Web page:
(Photo by Bruno Martins)
I’m turning 90 and I’m truly and earnestly terrified to die.
I’m not ready.
I don’t want to die.
The things my patients say they’ll miss the most are NOT seeing the World Landmarks, buying fancy things, that new car, “living it up” party style, etc.
Here is an actual compiled list:
(Photo by Christopher Campbell)
1. Disgustingly: that I didn’t care if those around me were killed just as long as I got out alive. The knowledge of that being my thought process at the time has haunted me my entire life.
1. I had been very depressed for a while and decided it was time to go. I downed a shit ton of pills and washed them down with a ton of rum. While “dead” I was in a completely dark area all alone.
How did you die the first time?
Well long story short, construction workers forgot to put warning signs on the freeway, I came on my bike at 90km/h in a turn and saw the obstruction. I had nowhere to turn so I hit the brakes and bam. Immediately after the accident my body shut down from the pain and physical damages on my body. No pulse, no breathing and no consciousness.
I was in agonizing pain after surgery so I received loads of pain killers. The pain, coupled with an immense amount of pain killers, caused my pulse to drop to around 10bpm and my respiratory system shut down.
I am in my 80s. To be this age is largely luck. To be this age and reasonably healthy with peace of mind is even luckier. To be this age, be healthy, and not lonely makes one feel so lucky that you want to gulp the moments down like a drowning man reaching air. I have been in five car crashes without being hurt (none were my fault). During the war as a child, I experienced several bombs falling within close range and where people within yards of myself were killed or injured. Numerous other such incidents sometimes gives one a sense of invulnerability, and other times that the next incident won’t be so lucky.
My 18-year-old daughter died in a car accident on her way to school a few weeks ago. I’m going to try to convey what it’s like.
Police officer shows up at the door: This will haunt me for the rest of my life. My fiancee and I were sleeping, as we work 3rd shift. The beating on the door was loud… I’m not sure how long he was there before it woke me up. It did not wake my fiance up. I looked out the window and saw an unmarked SUV but I could tell it was the police. I answered the door and he said my name. I answered “yes”. He said my daughter’s name and I said “yes”. He said that she was in an accident (I knew what was coming next) and that she had expired. I went to my knees and made noises I’ve never heard myself make before. He got me inside to the couch and asked if anyone else was there. I told him my fiance’s name as I was crying uncontrollably. He yelled her name a number of times and she came out. He started talking to her and she started yelling “Oh my God” and came to hold me. She and my daughter were very close.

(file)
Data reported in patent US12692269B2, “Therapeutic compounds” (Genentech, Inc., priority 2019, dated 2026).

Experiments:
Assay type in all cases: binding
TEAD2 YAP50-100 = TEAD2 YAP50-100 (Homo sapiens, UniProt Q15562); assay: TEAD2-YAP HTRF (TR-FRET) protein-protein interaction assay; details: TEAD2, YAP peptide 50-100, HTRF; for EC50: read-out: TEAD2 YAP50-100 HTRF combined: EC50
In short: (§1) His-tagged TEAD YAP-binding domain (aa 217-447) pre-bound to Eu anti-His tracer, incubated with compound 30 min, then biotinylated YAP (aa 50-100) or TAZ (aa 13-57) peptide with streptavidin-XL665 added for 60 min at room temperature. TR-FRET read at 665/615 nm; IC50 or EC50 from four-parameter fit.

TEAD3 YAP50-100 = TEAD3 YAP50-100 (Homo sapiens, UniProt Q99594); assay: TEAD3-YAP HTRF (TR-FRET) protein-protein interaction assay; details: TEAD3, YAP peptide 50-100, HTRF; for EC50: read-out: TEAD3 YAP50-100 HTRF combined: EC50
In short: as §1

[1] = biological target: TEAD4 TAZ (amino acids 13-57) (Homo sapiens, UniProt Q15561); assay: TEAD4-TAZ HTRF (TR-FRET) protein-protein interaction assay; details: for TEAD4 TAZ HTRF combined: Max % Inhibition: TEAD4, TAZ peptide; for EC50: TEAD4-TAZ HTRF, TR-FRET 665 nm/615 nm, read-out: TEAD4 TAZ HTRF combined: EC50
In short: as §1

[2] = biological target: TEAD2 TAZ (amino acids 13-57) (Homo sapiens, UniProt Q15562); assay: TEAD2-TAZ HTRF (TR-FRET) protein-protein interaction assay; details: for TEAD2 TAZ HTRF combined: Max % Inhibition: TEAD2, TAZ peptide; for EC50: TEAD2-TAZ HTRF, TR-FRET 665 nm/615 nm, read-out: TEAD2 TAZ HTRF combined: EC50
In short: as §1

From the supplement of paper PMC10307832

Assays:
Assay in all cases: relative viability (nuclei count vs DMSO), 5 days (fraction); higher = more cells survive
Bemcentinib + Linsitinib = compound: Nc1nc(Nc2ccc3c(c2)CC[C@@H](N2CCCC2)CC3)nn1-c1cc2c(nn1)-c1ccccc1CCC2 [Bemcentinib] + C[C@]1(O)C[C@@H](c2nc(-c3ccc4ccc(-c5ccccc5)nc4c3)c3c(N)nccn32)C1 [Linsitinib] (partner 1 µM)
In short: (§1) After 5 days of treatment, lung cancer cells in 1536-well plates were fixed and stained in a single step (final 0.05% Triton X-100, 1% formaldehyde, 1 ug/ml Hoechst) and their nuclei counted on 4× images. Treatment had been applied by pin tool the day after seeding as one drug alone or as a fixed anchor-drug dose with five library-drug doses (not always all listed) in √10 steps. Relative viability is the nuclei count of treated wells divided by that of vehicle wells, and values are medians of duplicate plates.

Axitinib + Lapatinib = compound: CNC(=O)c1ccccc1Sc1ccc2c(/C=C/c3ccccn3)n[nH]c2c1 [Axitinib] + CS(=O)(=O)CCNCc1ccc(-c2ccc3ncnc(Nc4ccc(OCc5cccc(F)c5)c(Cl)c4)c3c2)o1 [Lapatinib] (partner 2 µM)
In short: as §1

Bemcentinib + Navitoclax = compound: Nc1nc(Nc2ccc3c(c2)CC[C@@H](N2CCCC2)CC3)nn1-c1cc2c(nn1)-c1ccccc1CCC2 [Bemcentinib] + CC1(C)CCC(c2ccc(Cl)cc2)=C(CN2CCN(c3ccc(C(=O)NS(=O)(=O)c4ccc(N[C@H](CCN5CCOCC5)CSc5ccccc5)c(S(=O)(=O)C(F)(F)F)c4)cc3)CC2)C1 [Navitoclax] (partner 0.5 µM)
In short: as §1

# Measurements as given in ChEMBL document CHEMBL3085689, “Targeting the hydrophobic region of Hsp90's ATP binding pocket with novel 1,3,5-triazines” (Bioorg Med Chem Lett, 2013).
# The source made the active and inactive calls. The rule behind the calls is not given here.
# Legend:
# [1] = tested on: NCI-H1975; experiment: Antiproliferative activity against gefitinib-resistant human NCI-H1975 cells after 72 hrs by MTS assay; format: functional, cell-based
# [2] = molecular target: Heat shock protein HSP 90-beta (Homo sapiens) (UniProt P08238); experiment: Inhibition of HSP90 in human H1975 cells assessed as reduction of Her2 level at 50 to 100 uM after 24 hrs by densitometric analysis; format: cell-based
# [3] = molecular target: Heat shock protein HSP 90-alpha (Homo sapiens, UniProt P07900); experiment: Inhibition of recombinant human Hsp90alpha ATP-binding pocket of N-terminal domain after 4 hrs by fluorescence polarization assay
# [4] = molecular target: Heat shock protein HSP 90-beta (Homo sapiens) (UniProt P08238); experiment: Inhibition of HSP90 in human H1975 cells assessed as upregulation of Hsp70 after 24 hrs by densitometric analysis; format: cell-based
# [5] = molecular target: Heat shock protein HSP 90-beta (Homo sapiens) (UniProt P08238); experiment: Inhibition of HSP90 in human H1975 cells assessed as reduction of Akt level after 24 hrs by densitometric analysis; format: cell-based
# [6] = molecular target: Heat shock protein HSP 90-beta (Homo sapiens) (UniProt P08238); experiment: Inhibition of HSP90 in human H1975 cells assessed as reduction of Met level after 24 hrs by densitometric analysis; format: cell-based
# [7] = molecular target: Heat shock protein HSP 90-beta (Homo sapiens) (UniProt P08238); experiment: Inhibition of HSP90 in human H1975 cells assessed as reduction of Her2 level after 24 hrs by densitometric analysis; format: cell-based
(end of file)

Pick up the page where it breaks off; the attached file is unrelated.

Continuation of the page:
About 6 years ago my friend and I were on our way to pick up another friend from work at around 10pm. He was the driver and I was the passenger. We approach the intersection of my friends work traveling about 55mph (88kph) and as we’re entering the intersection a girl on her phone ran the red light at about 70mph (113kph) and we T-boned her. My seatbelt ripped the buckle from its housing and I went through the windshield.
Soon I will be gone forever, but that’s okay as long as someone reads this. I am only 24 years old, yet I have actually already chosen my last tie. It’s the one that I will wear on my funeral a few months from now. It may not match my suit, but I think it’s perfect for the occasion.
The cancer diagnosis came too late to give me at least a tenuous hope for a long life, but I realized that the most important thing about death is to ensure that you leave this world a little better than it was before you existed with your contributions . The way I’ve lived my life so far, my existence or more precisely the loss of it, will not matter because I have lived without doing anything impactful.